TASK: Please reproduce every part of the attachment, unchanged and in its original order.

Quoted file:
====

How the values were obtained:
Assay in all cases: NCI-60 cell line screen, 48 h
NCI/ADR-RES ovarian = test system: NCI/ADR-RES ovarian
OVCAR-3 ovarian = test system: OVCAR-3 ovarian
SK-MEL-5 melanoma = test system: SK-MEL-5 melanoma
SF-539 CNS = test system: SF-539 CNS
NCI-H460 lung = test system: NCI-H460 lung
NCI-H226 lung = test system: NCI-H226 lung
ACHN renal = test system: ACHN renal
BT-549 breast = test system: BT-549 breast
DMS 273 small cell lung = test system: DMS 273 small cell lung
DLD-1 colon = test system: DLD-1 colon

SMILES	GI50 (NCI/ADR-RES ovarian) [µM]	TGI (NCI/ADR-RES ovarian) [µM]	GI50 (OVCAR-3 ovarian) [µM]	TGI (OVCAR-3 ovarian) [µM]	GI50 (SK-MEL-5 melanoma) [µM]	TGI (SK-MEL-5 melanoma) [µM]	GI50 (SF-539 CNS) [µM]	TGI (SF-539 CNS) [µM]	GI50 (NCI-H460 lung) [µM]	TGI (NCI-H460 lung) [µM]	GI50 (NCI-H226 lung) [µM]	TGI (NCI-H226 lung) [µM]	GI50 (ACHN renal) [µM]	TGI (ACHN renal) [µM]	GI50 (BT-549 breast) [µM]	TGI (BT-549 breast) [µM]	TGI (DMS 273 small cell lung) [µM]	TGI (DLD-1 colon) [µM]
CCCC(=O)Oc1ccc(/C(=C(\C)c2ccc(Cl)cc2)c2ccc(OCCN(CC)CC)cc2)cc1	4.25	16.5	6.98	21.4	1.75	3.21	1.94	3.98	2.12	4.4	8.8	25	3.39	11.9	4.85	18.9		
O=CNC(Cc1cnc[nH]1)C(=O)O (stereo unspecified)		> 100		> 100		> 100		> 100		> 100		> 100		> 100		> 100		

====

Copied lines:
How the values were obtained:
Assay in all cases: NCI-60 cell line screen, 48 h
NCI/ADR-RES ovarian = test system: NCI/ADR-RES ovarian
OVCAR-3 ovarian = test system: OVCAR-3 ovarian
SK-MEL-5 melanoma = test system: SK-MEL-5 melanoma
SF-539 CNS = test system: SF-539 CNS
NCI-H460 lung = test system: NCI-H460 lung
NCI-H226 lung = test system: NCI-H226 lung
ACHN renal = test system: ACHN renal
BT-549 breast = test system: BT-549 breast
DMS 273 small cell lung = test system: DMS 273 small cell lung
DLD-1 colon = test system: DLD-1 colon

SMILES	GI50 (NCI/ADR-RES ovarian) [µM]	TGI (NCI/ADR-RES ovarian) [µM]	GI50 (OVCAR-3 ovarian) [µM]	TGI (OVCAR-3 ovarian) [µM]	GI50 (SK-MEL-5 melanoma) [µM]	TGI (SK-MEL-5 melanoma) [µM]	GI50 (SF-539 CNS) [µM]	TGI (SF-539 CNS) [µM]	GI50 (NCI-H460 lung) [µM]	TGI (NCI-H460 lung) [µM]	GI50 (NCI-H226 lung) [µM]	TGI (NCI-H226 lung) [µM]	GI50 (ACHN renal) [µM]	TGI (ACHN renal) [µM]	GI50 (BT-549 breast) [µM]	TGI (BT-549 breast) [µM]	TGI (DMS 273 small cell lung) [µM]	TGI (DLD-1 colon) [µM]
CCCC(=O)Oc1ccc(/C(=C(\C)c2ccc(Cl)cc2)c2ccc(OCCN(CC)CC)cc2)cc1	4.25	16.5	6.98	21.4	1.75	3.21	1.94	3.98	2.12	4.4	8.8	25	3.39	11.9	4.85	18.9		
O=CNC(Cc1cnc[nH]1)C(=O)O (stereo unspecified)		> 100		> 100		> 100		> 100		> 100		> 100		> 100		> 100		